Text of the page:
A new study has thrown up interesting insights on why people tend to eat more-nutritious meals at home than away from home.
The study, which collected data from 160 women who reported their emotional states before and after meals, add to mounting evidence that psychological factors may help override humans’ wired-in preference for high-fat, sugary foods.
The findings suggest that people who are in a good mood at home tend to prepare healthier meals – and feel more emotionally rewarded after eating them. That cycle of positive reinforcement was more pronounced at home than elsewhere.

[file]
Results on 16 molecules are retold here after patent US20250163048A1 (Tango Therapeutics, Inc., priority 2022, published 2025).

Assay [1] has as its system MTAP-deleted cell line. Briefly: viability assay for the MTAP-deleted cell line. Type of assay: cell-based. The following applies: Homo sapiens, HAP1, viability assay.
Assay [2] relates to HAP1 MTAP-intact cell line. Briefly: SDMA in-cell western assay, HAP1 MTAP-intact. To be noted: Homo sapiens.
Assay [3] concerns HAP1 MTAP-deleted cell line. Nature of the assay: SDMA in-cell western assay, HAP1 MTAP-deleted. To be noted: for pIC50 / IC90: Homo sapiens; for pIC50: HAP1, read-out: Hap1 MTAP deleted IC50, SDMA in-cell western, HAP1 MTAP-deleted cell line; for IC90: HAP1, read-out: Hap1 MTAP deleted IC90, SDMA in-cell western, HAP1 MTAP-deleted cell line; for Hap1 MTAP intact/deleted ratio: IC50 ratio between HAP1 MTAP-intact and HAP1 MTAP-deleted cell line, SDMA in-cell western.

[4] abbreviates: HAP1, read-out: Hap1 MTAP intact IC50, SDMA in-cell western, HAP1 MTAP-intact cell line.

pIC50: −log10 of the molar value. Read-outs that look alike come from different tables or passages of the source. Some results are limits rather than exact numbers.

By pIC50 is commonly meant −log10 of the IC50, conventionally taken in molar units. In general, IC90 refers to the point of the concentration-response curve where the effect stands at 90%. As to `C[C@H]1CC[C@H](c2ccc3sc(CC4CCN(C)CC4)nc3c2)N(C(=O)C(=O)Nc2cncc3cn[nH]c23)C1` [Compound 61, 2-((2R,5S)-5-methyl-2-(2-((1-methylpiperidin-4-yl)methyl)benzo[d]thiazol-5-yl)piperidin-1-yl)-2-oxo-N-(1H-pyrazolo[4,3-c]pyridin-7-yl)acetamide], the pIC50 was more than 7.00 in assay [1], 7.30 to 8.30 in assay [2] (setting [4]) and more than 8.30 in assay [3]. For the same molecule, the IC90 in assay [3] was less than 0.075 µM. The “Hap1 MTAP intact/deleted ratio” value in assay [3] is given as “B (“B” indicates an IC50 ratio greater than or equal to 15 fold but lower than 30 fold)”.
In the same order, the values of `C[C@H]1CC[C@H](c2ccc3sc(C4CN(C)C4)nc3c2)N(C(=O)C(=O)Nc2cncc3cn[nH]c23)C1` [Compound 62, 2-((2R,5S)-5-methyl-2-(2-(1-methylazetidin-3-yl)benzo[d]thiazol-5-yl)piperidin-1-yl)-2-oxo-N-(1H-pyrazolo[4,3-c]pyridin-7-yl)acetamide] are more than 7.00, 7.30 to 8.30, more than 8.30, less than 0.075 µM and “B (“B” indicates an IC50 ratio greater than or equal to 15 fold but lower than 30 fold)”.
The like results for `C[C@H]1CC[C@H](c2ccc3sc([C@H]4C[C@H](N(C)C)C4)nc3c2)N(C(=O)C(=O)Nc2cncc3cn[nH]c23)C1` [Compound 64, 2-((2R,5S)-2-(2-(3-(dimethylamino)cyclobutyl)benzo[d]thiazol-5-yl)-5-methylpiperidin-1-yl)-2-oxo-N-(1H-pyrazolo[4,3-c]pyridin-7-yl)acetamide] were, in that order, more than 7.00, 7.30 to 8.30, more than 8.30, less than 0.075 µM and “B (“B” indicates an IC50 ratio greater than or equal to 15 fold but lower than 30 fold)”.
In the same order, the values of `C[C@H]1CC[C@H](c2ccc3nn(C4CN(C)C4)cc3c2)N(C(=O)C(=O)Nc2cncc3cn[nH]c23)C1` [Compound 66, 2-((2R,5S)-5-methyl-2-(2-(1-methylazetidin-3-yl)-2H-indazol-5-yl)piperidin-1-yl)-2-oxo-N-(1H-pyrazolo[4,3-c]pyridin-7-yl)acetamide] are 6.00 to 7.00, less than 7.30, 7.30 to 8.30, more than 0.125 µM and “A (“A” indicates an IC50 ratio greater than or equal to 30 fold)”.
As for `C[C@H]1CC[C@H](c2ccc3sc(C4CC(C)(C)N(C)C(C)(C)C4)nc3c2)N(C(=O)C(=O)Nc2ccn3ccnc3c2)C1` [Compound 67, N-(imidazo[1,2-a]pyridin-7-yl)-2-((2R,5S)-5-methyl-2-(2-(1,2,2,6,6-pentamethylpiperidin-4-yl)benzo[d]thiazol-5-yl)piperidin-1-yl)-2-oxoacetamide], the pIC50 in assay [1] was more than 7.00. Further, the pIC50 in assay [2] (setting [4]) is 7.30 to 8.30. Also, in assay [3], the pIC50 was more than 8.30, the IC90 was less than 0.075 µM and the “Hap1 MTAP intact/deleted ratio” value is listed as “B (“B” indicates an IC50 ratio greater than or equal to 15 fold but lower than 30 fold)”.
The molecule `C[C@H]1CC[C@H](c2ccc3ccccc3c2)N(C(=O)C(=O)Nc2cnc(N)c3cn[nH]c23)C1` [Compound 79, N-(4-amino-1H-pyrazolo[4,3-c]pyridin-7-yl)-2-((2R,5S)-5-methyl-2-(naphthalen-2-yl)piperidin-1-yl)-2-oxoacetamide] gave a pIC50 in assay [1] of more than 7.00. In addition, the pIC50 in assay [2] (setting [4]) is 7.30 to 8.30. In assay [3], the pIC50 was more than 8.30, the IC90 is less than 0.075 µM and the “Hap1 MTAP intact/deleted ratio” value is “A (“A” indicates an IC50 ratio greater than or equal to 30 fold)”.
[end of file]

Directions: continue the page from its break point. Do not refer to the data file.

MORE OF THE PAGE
The report, by Prof. Ji Lu of Nova Scotia Agricultural College, Catherine Huet, and Prof. Laurette Dube of McGill University’s Desautels Faculty of Management, concludes, “The home is a privileged environment that nurtures healthy eating and in which healthier food choices trigger and are triggered by more positive emotions.”
This pattern may help explain why people make better choices at home than when eating out, says Prof. Dube, senior author of the study and scientific director of the McGill World Platform for Health and Economic Convergence.
The study has been published in the American Journal of Clinical Nutrition.